Paul Nelson column for Sept. 11: Cool summer helps fish grow and survive
The Bemidji area received some of the nicest weather of the summer the last couple of weeks, which is entirely consistent with the unpredictable nature of weather patterns in northern Minnesota.
The mid-point of September will come and go this week, so anglers know fall is coming soon, regardless of the mild weather. The fish and animals know it, too.
One of the positives of a cool summer is it increases the chances for healthy young-of-the-year age classes of fish.
The cool water doesn't necessarily mean larger or smaller age classes of fish, but it increases the chances for good growth rates and better survival rates for the young fish that do hatch.
Fish of all species, ages and sizes burn many of the calories they consume in a typical summer, just trying to keep up with their elevated metabolism in the warm water. A cool summer allows fish to use more of the calories they eat for growth and allows them to store more surplus calories as fat to help them through the winter.
There was very little "summer-kill' in the lakes in the Bemidji area this year. Summer-kill usually occurs during extended periods of hot weather, which elevates water temperatures, causes algae blooms and eventually reduces oxygen levels in deep water, which stresses cold water species of fish.
Cool water temperatures reduce the amount of stress on fish in the summer. It also makes it easier for them to keep up with their metabolism and get enough food to eat during hot weather.
Surface water temperatures spiked again during the recent hot spell, which raised surface water temperatures into the high 60s to low 70s in most area lakes.
Walleyes in many lakes have been moving into deeper water and getting more active during the day. Stable weather was a big contributing factor in the increased activity levels of all species of fish recently.
Anglers have been catching walleyes on many different presentations, with jigs and minnows working as well as live bait rigs with night crawlers, leeches or larger minnows.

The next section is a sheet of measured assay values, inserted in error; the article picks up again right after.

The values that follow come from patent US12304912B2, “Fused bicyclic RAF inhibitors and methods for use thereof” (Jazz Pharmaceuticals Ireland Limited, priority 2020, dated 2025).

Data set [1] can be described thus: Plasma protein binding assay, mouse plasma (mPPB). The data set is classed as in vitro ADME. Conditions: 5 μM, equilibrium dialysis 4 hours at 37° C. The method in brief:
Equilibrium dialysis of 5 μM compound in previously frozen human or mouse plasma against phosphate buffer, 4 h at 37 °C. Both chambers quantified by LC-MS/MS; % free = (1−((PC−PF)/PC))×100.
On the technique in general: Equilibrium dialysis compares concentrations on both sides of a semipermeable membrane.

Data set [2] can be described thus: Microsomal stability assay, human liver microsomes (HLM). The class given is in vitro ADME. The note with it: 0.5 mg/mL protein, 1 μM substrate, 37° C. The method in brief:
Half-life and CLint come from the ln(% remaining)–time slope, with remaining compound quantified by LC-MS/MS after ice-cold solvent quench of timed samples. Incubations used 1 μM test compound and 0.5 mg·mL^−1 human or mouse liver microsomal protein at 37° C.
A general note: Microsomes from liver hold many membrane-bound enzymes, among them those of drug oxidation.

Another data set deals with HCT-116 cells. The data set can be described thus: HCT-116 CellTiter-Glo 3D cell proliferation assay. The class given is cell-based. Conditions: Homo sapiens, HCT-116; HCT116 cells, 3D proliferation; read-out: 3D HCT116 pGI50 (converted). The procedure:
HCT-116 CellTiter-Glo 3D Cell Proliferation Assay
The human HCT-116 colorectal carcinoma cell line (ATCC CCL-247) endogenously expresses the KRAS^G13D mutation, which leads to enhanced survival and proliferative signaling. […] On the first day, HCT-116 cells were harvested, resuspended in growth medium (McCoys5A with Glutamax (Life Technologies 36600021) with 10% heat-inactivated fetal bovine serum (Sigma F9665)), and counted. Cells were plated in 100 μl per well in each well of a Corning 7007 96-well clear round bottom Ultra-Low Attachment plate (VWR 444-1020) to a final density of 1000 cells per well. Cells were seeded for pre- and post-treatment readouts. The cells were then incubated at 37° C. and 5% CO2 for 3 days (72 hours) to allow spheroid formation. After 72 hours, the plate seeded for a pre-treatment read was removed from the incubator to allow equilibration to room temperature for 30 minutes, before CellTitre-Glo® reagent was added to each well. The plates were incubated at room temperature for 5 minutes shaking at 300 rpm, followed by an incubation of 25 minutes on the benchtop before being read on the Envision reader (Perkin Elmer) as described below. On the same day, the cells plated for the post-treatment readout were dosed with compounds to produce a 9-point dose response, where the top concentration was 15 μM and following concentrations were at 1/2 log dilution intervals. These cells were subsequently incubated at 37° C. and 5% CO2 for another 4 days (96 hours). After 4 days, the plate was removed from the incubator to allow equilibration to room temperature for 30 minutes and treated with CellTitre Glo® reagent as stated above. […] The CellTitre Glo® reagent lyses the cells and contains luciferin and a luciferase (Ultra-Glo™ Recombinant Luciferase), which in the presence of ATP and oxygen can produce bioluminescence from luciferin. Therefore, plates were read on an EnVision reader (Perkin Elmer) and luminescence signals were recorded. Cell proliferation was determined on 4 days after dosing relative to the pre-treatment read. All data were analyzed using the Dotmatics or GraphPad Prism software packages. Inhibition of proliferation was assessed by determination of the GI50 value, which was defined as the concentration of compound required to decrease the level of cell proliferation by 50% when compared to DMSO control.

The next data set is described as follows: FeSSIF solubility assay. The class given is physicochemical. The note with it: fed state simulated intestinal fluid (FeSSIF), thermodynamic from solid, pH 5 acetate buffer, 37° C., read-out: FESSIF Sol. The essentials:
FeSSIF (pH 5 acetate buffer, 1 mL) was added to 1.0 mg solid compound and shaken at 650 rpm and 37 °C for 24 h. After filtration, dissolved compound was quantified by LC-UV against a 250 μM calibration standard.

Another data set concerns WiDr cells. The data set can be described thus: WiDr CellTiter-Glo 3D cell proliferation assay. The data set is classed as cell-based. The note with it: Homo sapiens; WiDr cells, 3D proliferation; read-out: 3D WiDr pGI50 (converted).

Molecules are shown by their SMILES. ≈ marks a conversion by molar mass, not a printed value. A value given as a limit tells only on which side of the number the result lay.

Anglers are also catching walleyes on artificial presentations, with deep water trolling techniques with crankbaits also catching fish.
If that wasn't enough for walleye anglers to think about, bottom bouncers with spinner rigs tipped with night crawlers, leeches of minnows have also been working for walleyes.
This gives walleye anglers many different options to try, with some presentations bound to trigger more bites than others.
Once the lakes start to cool down this fall, more anglers will switch to jigs and minnows and use vertical jigging techniques to catch walleyes.
Muskie anglers have been very active on the lakes getting ready for the big multi-lake muskie tournament this weekend in the greater Bemidji area.
Muskie action has picked up with the recent spike in water temperatures recently, so the timing of the event should be good.
Muskie anglers can also use many different presentations in the fall, ranging from cast and retrieve lures to large jerk baits with that have to be worked a certain way to get the attention of the fish.
Perch anglers are finding schools of perch roaming the large flats in many of the larger lakes. Perch need ample food sources at all times of year to grow to jumbo size, so most perch anglers concentrate their efforts on the larger lakes, which usually have the most jumbo perch.
Crappie fishing has been on the up-swing recently, with more crappies moving into deeper water and beginning to bite better during the day.
Last-minute walleye anglers might still be able to get in on Taber's Invitational Walleye Tournament scheduled for Lake Bemidji and Lake Irving on Saturday. Interested anglers should go to Taber's Bait to see if there are any more openings.
Paul A. Nelson runs the Bemidji Area Lakes Guide Service. He can be contacted by calling 218.759.2235.